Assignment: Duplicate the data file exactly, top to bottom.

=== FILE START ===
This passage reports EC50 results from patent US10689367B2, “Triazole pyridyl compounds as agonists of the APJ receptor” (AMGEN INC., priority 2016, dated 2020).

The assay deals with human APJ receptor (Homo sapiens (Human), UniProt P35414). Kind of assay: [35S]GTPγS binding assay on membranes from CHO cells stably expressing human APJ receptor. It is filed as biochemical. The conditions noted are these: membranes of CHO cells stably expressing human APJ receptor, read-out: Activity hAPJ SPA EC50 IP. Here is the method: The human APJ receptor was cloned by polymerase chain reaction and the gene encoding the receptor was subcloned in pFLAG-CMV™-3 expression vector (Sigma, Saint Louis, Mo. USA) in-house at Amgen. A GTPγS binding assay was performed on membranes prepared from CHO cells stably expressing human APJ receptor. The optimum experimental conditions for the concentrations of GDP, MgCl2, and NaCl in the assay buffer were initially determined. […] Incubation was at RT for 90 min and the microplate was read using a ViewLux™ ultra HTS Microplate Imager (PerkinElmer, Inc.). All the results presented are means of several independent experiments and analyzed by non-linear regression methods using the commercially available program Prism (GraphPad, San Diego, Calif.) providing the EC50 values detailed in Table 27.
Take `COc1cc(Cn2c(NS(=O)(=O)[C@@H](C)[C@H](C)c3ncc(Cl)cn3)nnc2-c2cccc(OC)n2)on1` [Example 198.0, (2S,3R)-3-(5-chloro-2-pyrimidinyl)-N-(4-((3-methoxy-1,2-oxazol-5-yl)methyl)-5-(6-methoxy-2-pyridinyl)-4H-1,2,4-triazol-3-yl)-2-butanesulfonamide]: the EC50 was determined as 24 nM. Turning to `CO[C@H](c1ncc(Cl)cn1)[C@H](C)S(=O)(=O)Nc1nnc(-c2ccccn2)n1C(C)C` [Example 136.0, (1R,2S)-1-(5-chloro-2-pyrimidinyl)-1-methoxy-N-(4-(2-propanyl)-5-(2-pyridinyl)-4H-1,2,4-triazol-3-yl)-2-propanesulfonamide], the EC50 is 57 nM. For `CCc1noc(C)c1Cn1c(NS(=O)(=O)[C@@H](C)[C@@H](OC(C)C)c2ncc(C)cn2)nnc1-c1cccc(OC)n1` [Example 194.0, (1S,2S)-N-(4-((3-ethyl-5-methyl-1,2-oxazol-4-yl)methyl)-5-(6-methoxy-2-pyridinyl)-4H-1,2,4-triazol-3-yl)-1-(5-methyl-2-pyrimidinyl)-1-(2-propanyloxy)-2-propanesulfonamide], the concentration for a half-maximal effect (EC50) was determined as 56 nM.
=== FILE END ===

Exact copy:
This passage reports EC50 results from patent US10689367B2, “Triazole pyridyl compounds as agonists of the APJ receptor” (AMGEN INC., priority 2016, dated 2020).

The assay deals with human APJ receptor (Homo sapiens (Human), UniProt P35414). Kind of assay: [35S]GTPγS binding assay on membranes from CHO cells stably expressing human APJ receptor. It is filed as biochemical. The conditions noted are these: membranes of CHO cells stably expressing human APJ receptor, read-out: Activity hAPJ SPA EC50 IP. Here is the method: The human APJ receptor was cloned by polymerase chain reaction and the gene encoding the receptor was subcloned in pFLAG-CMV™-3 expression vector (Sigma, Saint Louis, Mo. USA) in-house at Amgen. A GTPγS binding assay was performed on membranes prepared from CHO cells stably expressing human APJ receptor. The optimum experimental conditions for the concentrations of GDP, MgCl2, and NaCl in the assay buffer were initially determined. […] Incubation was at RT for 90 min and the microplate was read using a ViewLux™ ultra HTS Microplate Imager (PerkinElmer, Inc.). All the results presented are means of several independent experiments and analyzed by non-linear regression methods using the commercially available program Prism (GraphPad, San Diego, Calif.) providing the EC50 values detailed in Table 27.
Take `COc1cc(Cn2c(NS(=O)(=O)[C@@H](C)[C@H](C)c3ncc(Cl)cn3)nnc2-c2cccc(OC)n2)on1` [Example 198.0, (2S,3R)-3-(5-chloro-2-pyrimidinyl)-N-(4-((3-methoxy-1,2-oxazol-5-yl)methyl)-5-(6-methoxy-2-pyridinyl)-4H-1,2,4-triazol-3-yl)-2-butanesulfonamide]: the EC50 was determined as 24 nM. Turning to `CO[C@H](c1ncc(Cl)cn1)[C@H](C)S(=O)(=O)Nc1nnc(-c2ccccn2)n1C(C)C` [Example 136.0, (1R,2S)-1-(5-chloro-2-pyrimidinyl)-1-methoxy-N-(4-(2-propanyl)-5-(2-pyridinyl)-4H-1,2,4-triazol-3-yl)-2-propanesulfonamide], the EC50 is 57 nM. For `CCc1noc(C)c1Cn1c(NS(=O)(=O)[C@@H](C)[C@@H](OC(C)C)c2ncc(C)cn2)nnc1-c1cccc(OC)n1` [Example 194.0, (1S,2S)-N-(4-((3-ethyl-5-methyl-1,2-oxazol-4-yl)methyl)-5-(6-methoxy-2-pyridinyl)-4H-1,2,4-triazol-3-yl)-1-(5-methyl-2-pyrimidinyl)-1-(2-propanyloxy)-2-propanesulfonamide], the concentration for a half-maximal effect (EC50) was determined as 56 nM.